The Simsville Inheritance
Copyright ©2006 Elizabeth G. Cox. All rights reserved.

Chapter 4 - Who Are You, Really?

Tea stains would come out, right? I tried to brush off the splatter from my jeans leg while covering up my laughter with a coughing fit, trying to catch my breath. Silver handed me several paper towels from a roll in his desk drawer and apologized profusely. Silver puttered around a bit wiping up dribbles of tea from the top of his desk, then sat back down in his swivel chair with an amused expression.

"I'm sorry, guess some lemon stuck in my throat or something," I muttered through a cough, rising from my chair, picking up my purse and setting down my tea glass at the same time. I had to get out of here.

"I'll check back another time, I'm so sorry for spilling the tea." Talking and walking around the counter, I was out of the door before Silver could get out of his chair. As I drove back to the house I considered various questioning methods that wouldn't cause a rift between me and my newly-acquired staff. One thing's for sure, I want some straight answers to this peculiar town.

I found Smith scraping carrots at the kitchen sink.

"The oddest things happened downtown, Smith. I need to ask Jones a couple of questions. Do you know where I might find him?" I tried to keep my voice light and upbeat.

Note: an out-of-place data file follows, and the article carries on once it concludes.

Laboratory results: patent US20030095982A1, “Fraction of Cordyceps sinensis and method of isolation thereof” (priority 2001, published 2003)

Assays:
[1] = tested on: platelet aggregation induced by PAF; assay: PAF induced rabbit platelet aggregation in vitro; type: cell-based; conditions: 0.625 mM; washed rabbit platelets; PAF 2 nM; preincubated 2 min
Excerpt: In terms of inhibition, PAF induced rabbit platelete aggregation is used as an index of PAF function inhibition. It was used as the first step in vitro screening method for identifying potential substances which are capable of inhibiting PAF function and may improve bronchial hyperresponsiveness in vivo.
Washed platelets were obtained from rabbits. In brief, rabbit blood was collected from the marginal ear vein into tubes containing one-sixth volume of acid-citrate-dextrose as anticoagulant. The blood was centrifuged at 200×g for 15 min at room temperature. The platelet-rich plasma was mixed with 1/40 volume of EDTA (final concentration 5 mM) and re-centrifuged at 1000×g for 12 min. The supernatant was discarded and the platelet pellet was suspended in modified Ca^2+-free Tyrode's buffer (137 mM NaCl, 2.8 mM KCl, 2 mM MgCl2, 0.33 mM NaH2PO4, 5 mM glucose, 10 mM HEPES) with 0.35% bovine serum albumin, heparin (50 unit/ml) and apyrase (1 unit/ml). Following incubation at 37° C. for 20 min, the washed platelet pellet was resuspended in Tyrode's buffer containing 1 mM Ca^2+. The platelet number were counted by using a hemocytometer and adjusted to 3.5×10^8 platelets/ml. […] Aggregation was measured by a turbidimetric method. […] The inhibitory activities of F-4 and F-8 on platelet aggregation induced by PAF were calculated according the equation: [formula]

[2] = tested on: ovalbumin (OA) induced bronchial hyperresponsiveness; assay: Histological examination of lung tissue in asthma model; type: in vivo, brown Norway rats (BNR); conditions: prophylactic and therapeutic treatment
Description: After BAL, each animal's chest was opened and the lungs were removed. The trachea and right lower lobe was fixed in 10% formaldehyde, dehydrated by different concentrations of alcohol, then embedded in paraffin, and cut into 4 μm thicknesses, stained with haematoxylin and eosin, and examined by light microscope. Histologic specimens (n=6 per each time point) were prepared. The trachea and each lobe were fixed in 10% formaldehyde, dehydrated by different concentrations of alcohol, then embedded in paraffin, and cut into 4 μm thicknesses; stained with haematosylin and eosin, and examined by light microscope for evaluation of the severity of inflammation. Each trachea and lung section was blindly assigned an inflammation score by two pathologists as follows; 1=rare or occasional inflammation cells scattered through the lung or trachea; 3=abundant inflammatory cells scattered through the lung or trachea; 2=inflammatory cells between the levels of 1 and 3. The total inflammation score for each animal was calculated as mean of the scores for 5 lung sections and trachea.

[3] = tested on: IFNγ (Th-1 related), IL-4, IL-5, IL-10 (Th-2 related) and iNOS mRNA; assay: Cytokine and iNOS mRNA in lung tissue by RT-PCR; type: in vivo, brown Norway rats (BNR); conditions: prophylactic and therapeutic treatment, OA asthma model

"Probably down at the stable about now, I think he and Black were going over the current billings." She dried her hands on a dishtowel, turned her head and spotted the tea stains on my shirt. "Oh my, better pull that off and let me peroxide it for you. Tea, right?"

"Tea on shirt and jeans, but they're okay, I'll do it later." I left my purse on the counter and headed back outside. Jones and Black were sitting in the little stable office, an upturned nail keg between them serving as the base for a checkerboard.

With a grin Black moved his king plop, plop, plop across the board, collecting three red men. I might have guessed Black would be using black checkers. Jones glanced up when I paused in the doorway.

"Jones, I'd like to talk with you a minute when you have a chance," I said calmly. Nonchalantly. He excused himself from the game and walked with me over to the corral fence. We watched a young man I hadn't met brush down one of the boarded horses. He seemed very good at handling the lively colt, using a steady hand and a soft voice.

"I had the most interesting trip downtown." I paused a moment. "Everybody already knew who I was and I didn't know a hill of beans about anybody. Just what is this place? Who are you, really?"

Jones continued watching the young fellow and colt for a moment, then just said, "Let's go inside. Want a cup of coffee? I see you've already had tea..."

I clenched my jaw shut and turned toward the house. Stopping off in the kitchen, Jones asked Smith to brew a pot of fresh coffee and bring it up when ready, then suggested the office for our talk. In the office he pulled around an upholstered armchair for me, another one for himself and we sat facing each other over the coffee table.